This is a game I completed countless of times and that I hold dearly in my heart and in my collection. I can only recommend it, preferably in its original version even though some remakes are available on the Game Boy Advance as Sword of Mana or on mobile devices as well as PlayStation Vita under the name Adventures of Mana.
Yes, the new Final Fantasy is out and yes, the reviews are great but not over-the-top as expected by many. We’ve been waiting for this game for 10 years! Even though it’s nowhere as close as Duke Nukem Forever’s 14 years, it’s still a substantial expectancy.
On my side, because I operated my company for close to 2 years, I haven’t got the chance (nor the money) to get the latest generation consoles and therefore couldn’t play either of the demos available for the 15th episode of my favorite franchise of all time or the full game itself for that matter. Considering the most recent feedback, I did something way better!
Lately, with my small earnings I offered myself a GPD Q9, an Android tablet with some buttons and joysticks that is literally built for retro gaming (my specialty). Indeed, you’ll find built-in emulators and can downloads hundreds of games including Final Fantasy VII.
Very curious to see how the PlayStation would be emulated on my newly acquired device and eager to be able to play my very first Final Fantasy game in the palms of my hands, I gave it a go and was particularly disappointed on my first try. It was laggy, and the sound effects were “meh” at best. So I stopped it because when I first played it almost 20 years ago on my PC, it was also laggy and I even had an issue with my graphics card that flipped all the cinematics. But I got to love it even though, I didn’t actually play through it the first time. As I got my game for Christmas 1997-and proudly still own it-my cousin who is almost 9 years older than me and taught me the ropes of RPG and JRPG came by and showed me how to play the game. I was happy to let him because I knew I could go back afterwards when he left. And I had plenty of times to do so. You see, I own so many different versions of that games that I could play it literally anywhere.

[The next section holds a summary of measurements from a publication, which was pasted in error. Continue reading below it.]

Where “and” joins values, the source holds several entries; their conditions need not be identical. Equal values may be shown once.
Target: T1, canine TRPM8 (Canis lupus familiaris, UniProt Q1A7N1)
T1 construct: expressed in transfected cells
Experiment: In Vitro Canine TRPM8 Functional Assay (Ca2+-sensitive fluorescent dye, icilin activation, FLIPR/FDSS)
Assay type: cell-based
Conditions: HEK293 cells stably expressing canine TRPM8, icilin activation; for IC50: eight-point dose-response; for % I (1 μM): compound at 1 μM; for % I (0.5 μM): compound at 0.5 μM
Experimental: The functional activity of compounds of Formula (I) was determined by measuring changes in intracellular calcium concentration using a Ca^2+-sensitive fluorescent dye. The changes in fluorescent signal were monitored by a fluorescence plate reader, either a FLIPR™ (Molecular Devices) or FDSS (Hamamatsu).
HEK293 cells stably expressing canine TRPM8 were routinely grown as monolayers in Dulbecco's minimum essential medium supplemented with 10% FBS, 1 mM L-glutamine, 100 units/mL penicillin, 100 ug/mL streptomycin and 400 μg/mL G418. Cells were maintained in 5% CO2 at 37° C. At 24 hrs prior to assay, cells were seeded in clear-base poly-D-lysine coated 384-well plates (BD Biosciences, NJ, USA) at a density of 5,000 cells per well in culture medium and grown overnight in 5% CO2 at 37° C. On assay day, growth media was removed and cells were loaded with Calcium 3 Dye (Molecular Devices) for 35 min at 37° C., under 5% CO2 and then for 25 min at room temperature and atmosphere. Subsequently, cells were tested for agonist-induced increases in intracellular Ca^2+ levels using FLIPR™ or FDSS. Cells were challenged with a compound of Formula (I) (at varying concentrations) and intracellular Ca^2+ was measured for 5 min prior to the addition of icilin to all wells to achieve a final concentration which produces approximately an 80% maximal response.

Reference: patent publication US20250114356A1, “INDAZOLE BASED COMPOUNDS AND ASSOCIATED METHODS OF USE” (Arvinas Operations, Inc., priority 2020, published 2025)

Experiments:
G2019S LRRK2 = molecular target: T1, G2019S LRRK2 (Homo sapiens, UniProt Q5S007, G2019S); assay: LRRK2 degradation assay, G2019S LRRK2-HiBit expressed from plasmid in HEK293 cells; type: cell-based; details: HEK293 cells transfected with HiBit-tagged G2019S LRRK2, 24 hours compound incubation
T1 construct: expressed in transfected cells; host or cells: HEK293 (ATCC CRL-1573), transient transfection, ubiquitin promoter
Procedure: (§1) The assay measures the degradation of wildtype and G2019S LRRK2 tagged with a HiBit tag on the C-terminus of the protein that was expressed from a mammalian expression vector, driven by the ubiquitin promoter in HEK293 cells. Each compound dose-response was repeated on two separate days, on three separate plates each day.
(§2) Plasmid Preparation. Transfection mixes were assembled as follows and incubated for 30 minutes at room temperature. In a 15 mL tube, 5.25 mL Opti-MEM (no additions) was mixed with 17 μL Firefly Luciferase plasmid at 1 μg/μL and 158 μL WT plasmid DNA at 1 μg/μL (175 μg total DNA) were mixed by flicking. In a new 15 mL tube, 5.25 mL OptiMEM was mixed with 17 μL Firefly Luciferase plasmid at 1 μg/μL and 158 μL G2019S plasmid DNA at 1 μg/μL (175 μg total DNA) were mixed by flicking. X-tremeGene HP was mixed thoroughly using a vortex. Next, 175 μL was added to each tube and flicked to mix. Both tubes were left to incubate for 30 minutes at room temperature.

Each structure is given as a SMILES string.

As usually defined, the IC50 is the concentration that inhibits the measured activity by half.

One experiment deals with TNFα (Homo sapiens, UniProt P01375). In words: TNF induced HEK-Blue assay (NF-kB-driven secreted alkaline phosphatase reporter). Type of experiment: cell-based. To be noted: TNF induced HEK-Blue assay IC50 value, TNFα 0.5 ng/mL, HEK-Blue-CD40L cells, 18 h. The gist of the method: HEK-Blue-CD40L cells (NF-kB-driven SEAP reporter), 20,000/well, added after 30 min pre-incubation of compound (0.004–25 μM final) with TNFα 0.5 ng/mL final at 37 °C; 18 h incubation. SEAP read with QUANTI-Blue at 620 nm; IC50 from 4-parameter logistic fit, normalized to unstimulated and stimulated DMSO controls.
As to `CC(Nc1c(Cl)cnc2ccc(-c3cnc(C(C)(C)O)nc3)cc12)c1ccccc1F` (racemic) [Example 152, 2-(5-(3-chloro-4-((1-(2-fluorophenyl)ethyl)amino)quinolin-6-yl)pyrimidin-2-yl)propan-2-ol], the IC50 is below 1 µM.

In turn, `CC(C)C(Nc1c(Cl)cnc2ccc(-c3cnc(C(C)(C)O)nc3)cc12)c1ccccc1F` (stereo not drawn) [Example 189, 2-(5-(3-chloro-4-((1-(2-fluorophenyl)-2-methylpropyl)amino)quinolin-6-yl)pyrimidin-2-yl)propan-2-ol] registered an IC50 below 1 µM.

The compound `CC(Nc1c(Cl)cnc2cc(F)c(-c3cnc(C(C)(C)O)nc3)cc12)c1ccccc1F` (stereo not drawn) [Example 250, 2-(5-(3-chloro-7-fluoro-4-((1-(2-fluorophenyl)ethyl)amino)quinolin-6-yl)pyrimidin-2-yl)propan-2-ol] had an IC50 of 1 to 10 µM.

Anyway, I found out on my tablet that I could tweak a ew settings of the PlayStation emulator and-hurray!-it worked and allowed me to play a perfectly trustworthy version of Final Fantasy VII and couldn’t be happier. This is how my past week went.
Every time I launch it, I feel like I’m 12 again going battles after battles, advancing the plot, and discovering some details I hadn’t noticed before. And I love that feeling. Time goes by, hours are engulfed in this world that gets more and more depressing as the story line is revealed to us.
Even though it is probably the 10th time I play it from beginning to the end, I try new teams composition, new materia arrangements and read a few theories here and there to complete my experience. Furthermore, it’s a very good exercise for your memory as you try to remember where is what and who to talk to in order to unlock the next scene in the game. In my case, I’m pretty good and proud to remember many details after so many years.
Now that I’m done with it again, I’ll probably play VIII (although I might be done with it by the time I publish this article) and then a new game. I don’t expect a lot from Final Fantasy VII Remake on which CyberConnect 2 is working along with Square Enix. I don’t mind about the episodic releases as I’ll be able to buy them all at once considering that I have more than 3 years and counting on video games to catch up on! Wait & see…